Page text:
A complete dependency example looks like this:




One final thing we are going to look at in this post are the Maven properties.
We can add a properties field to the POM file where we can define all the properties in one place and reuse them in other places in the same POM or the child POM files.
To access a property we listed in the properties field we can use the notation ${PROPERTY_NAME}.
For example, if we define a property like this:


We can reuse it in the dependencies list like so:


And then later, when we want to upgrade to a newer version of utils, we just update the property value and all the new dependencies will be used.

There are also four other groups of properties we can access in the POM files and they are accessed by using a prefix in the notation. The groups are:

  • Environment
    Environment properties are accessible under the prefix env; e.g. ${env.PATH}.

  • Project
    Project properties are accessible under the prefix project; e.g. ${project.version}.

  • Settings
    Properties that are defined in a settings.xml file are accessible with the prefix settings; e.g. ${settings.localRepository}.

  • Java
    Java specific properties are accessible with the prefix java; e.g. ${java.home}.


Now that we learned some of the basics of Maven, let us put it all together and look at a POM file of a simple example project. The POM file that we are using for our example project is:

<?xml version="1.0" encoding="UTF-8"?>
<project xmlns="http://maven.apache.org/POM/4.0.0"
		 xsi:schemaLocation="http://maven.apache.org/POM/4.0.0 http://maven.apache.org/xsd/maven-4.0.0.xsd">





This is almost the simplest project setup we might see. We have the mandatory trio to identify the project - groupId, artifactId and version, together with the packaging which specifies that we want to build a jar file. Then we have a couple of properties, that are used later in the dependencies to set the versions of the dependencies.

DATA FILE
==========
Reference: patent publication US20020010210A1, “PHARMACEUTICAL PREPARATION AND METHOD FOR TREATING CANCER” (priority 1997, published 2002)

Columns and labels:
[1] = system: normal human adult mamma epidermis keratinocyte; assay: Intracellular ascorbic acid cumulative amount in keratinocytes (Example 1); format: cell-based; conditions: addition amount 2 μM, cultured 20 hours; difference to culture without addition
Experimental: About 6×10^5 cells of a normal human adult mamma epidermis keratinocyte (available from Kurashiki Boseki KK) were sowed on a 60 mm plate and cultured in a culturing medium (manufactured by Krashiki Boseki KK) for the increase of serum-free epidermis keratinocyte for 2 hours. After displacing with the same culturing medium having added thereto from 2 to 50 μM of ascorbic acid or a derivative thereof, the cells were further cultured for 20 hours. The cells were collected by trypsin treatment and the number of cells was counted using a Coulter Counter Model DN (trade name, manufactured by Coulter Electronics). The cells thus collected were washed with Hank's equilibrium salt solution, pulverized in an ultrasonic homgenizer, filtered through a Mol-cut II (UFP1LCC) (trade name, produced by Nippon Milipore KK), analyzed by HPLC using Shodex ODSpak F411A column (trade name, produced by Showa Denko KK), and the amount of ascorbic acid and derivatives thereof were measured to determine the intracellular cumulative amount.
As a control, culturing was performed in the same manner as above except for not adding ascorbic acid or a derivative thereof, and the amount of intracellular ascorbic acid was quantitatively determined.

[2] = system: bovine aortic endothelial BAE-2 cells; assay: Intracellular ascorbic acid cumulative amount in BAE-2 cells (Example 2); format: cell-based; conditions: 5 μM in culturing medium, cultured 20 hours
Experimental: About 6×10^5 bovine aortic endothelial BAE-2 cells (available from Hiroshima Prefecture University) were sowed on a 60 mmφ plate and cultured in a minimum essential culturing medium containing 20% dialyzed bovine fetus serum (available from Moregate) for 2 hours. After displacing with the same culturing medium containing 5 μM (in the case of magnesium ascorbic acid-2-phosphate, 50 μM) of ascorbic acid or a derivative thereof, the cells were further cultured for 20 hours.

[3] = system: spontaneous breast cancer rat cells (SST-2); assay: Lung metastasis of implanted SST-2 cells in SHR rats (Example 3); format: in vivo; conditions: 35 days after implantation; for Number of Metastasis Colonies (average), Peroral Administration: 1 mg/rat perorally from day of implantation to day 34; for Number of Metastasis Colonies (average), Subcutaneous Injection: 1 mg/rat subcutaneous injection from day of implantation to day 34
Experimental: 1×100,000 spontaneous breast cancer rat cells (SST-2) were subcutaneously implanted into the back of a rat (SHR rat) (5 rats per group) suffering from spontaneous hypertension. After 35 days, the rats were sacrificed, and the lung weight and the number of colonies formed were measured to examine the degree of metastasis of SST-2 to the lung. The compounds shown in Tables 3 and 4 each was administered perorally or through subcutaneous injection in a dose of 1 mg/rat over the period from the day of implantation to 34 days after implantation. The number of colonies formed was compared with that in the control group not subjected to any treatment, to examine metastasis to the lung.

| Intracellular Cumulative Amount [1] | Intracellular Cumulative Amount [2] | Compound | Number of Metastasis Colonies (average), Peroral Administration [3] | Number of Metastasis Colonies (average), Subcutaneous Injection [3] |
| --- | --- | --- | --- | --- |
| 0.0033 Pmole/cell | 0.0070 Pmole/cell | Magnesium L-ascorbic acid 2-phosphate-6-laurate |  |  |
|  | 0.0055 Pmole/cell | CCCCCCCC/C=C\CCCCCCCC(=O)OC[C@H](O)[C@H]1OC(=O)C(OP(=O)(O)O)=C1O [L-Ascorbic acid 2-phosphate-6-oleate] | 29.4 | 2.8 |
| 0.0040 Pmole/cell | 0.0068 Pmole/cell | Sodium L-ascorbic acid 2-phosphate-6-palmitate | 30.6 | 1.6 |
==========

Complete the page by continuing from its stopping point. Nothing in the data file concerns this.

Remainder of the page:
Our POM file relies a lot on the super POM to provide the default settings.
For example some of the settings in the super POM that we are counting on are:

  • Maven central repository
    The maven central repository is used to search for the listed dependencies
  • Output location for build things
    Everything is built into the target folder in the project root folder
  • Output location for compiled class files
    All the classes are compiled into the classes folder in the target folder
  • Final artifact build name
    The final build artifact name is used by joing the artifactId and version fields together with a - between them.

The part of the super POM that defines this is


	  <name>Central Repository</name>



These are just some of the settings in the super POM that we are relying on and there are more, so make sure to check the super POM in your Maven version to see what is defined there and to get a better understanding to why Maven does things a particular way.

As always, the full project is on GitHub.

This is it for our Maven basics post.
Thank you for reading through, I hope you found it useful and be sure to check out the next post, where we will dive deeper into Maven plugins.

java  maven